Examining addiction to food
Why connection is the only and true antidote to addiction
50 years ago, when my parents were growing up, their world was radically different than ours is today.
They often lived in big families. Even the people around them often lived in big families. This meant there were a lot of young people their age to play with.
They often lived in a single place their whole lives, which were often in the same place their own parents grew up in. They knew pretty much everyone in the locality and everyone helped out with everyone else.
They had no processed foods - everything came from the farm, not the supermarket. If you were hungry, there was nothing to mindlessly snack on - traditional snacks were made only a few times a year around festivals and given the huge families, they lasted barely a day or two. They did not worry about portion sizes, calories, carbs, and saturated fats.
They had little means of entertainment other than playing outdoors, reading books, or helping around the house. (They did watch the occasional movie in cinema halls, but TVs in homes were still novel and for the rich.) For my mother growing up, learning to sew and embroider was as much a means of entertainment as anything else.
Walking and physical activity were a way of life for them. They walked almost everywhere or took the public transport (which also meant plenty of walking to and from bus stops). My mother tells me she grew up watching her mother grind their own flour using hand mills and grind chutneys using stones. That is some seriously tough work.
Why do I bring this up?
Because I hear too much judgement and too many complaints from a lot of older people about how the food and exercise habits of our generation are all wrong.
Growing up, my parents were always proud that we are “healthy” eaters - we ate vegetarian, and according to my parents we didn’t use too much oil or fats in our cooking, and because we rarely ate outside (about once a year), they were extremely proud that we ate healthy.
I agree that all of this does make one healthy, for the most part (provided everything else was in place).
What my parents also did, was look down upon, talk down upon and shame others who did not fit their criteria of “healthy” eating. This included people who had a diet that was not limited to vegetarianism, used too much oils or fats, or ate outside any more than they did (which, I think, almost everyone did - because come on, who eats outside just once a year?).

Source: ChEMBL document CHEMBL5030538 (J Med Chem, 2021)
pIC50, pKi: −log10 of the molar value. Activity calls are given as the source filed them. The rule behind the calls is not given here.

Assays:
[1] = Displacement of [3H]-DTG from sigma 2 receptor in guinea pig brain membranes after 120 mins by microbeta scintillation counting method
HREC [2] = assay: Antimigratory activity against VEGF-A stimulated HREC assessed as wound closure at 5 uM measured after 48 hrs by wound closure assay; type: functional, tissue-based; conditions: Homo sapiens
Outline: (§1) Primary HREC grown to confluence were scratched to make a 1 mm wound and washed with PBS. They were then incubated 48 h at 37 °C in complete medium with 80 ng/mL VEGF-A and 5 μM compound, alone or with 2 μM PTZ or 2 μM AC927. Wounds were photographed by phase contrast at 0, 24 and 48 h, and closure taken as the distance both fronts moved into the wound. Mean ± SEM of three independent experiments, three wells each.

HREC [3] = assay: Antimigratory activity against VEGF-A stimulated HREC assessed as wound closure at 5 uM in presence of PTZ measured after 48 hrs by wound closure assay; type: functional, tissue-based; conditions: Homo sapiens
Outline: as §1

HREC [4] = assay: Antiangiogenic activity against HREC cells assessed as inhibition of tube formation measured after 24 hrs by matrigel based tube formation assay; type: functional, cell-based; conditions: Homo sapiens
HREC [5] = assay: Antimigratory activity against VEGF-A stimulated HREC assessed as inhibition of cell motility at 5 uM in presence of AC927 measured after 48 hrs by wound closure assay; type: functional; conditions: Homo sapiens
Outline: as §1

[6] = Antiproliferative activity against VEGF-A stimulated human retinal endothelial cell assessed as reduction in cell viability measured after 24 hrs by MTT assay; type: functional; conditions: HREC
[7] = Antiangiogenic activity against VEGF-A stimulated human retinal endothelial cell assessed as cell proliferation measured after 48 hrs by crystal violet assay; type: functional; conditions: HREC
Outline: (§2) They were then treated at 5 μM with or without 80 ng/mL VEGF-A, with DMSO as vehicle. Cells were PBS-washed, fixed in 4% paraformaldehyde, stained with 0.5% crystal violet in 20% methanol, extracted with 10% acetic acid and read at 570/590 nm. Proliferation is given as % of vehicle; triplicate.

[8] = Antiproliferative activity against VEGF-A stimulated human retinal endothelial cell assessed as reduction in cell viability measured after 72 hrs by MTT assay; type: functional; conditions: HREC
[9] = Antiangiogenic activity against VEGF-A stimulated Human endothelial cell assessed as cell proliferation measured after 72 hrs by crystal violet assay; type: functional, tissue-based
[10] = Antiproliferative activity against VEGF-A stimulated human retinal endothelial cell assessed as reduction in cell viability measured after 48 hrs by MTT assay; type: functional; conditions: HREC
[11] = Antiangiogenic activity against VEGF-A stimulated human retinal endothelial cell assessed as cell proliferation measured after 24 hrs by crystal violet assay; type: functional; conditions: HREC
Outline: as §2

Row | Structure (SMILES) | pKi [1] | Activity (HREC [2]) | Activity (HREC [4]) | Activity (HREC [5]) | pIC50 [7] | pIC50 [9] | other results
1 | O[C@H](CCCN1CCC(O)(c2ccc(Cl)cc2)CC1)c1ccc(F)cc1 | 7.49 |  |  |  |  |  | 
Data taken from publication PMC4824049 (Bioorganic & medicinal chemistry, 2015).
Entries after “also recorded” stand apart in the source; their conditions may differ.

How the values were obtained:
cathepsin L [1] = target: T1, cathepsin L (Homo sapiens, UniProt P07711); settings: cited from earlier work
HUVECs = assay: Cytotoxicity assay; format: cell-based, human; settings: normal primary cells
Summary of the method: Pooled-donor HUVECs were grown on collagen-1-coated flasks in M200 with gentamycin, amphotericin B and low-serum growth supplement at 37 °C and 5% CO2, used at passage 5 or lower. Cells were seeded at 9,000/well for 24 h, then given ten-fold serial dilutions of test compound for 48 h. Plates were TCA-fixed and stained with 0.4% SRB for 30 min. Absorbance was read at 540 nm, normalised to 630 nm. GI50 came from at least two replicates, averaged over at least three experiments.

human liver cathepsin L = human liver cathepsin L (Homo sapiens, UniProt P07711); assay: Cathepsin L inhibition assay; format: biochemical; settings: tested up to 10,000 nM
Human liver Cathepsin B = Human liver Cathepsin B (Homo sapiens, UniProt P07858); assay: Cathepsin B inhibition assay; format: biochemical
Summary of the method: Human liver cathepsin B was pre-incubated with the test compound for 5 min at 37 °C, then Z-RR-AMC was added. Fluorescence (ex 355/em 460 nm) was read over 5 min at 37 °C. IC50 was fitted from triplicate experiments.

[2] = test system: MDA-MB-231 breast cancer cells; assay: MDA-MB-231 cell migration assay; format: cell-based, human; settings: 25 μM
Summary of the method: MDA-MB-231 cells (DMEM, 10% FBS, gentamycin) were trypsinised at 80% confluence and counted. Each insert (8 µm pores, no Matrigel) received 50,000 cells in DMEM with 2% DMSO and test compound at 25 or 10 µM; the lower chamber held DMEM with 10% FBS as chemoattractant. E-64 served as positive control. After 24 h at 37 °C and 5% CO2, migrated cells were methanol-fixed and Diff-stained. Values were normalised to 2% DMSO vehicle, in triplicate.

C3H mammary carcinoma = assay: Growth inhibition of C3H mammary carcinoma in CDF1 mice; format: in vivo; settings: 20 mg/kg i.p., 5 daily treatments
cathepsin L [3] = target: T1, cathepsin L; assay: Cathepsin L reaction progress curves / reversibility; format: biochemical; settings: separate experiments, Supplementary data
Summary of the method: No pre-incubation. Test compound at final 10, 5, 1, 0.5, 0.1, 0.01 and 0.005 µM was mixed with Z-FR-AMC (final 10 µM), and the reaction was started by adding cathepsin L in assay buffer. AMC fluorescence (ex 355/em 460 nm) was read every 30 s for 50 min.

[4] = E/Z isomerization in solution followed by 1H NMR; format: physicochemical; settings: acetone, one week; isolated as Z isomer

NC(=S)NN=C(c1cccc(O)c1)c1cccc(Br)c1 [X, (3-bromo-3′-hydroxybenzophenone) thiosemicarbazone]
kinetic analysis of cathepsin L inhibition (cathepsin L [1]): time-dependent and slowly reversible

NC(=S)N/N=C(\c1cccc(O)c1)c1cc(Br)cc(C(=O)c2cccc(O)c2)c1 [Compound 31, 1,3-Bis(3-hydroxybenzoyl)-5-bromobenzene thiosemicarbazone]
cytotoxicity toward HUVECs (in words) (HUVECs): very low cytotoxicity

They would never say this directly to anyone in the family, but we kids would hear it indirectly - they eat fried foods twice a month, but not us, oh no, we only do that once a quarter. Did you hear, my aunt’s neighbour’s daughter’s mother-in-law uses up 1 liter of oil in just a week? Her family is going to spend so much money paying doctors to help with their heart disease and cholesterol. (She and her family are fine. Meanwhile, I am spending all my money paying a therapist to deal with my body shame and binge eating disorder.)
When my sister and I grew up and moved away, (she after her marriage, and me for work), we each developed our own versions of what regular kitchen life looks like for each of us. The biggest difference for me as compared to my mom or sister was that I didn’t have to be responsible for anyone else’s food. I could cook if I wanted to, could eat outside or order in if I wanted to. I was also not as limited by price - things like eating out/ ordering in become expensive only if it’s for a whole family, it’s affordable enough for a single person.
Not only that - while I was the one cooking, I never really did make fried foods because it’s too much effort, but when eating out/ ordering in, it’s really tempting to eat fried foods and fast/ junk foods (because they taste good) and it needed zero effort from my end. Did my parents’ rules for healthy eating help me? No, not really. Not only did I feel like I was a failure for eating outside, I was actively hiding it from them to avoid their judgement.
To add to it, I was starting to feel angry that my parents didn’t understand me or the stresses and stressors in my life at all - they didn’t graduate from a top college and have the kind of pressure to earn and succeed in life like I did, they didn’t work in start-ups and have to prove themselves by working 14-hour days 7 days a week, they didn’t have the pressure to find their life partners like it was being expected of us, their life looked nothing like mine, they didn’t live in a world so full yet so empty, so lonely. It felt like a reflection of my food - so full of calories, yet so devoid of nutrition. The act of eating had become simply the motion of eating. It was a self-soothing mechanism.
The issues and struggles with mental health and loneliness, of having to deal with being a grown-up, of navigating things like death, loss, moving away, moving on, were alien. In the absence of knowing how to deal with them, many I know have dealt with it by abusing substances - alcohol, drugs, food. The trouble with addiction to food is, food is essential. You can’t swear it away or get into rehab like with other substances.
Yet, at the core of addiction, the antidote is always connection. When you shame a person for their food choices, however, you drive disconnection. You will never be able to connect with a person with whom you are not willing to sit in deep shame and empathy.
Having and building a network of friends and supporters, who understand our struggles, who have been through it themselves, who are willing to let go of who they want to be seen as to show us their true selves by sharing their own struggles, their own stories of shame - that kind of connection is the antidote.
Thank you for being one of those people for me.
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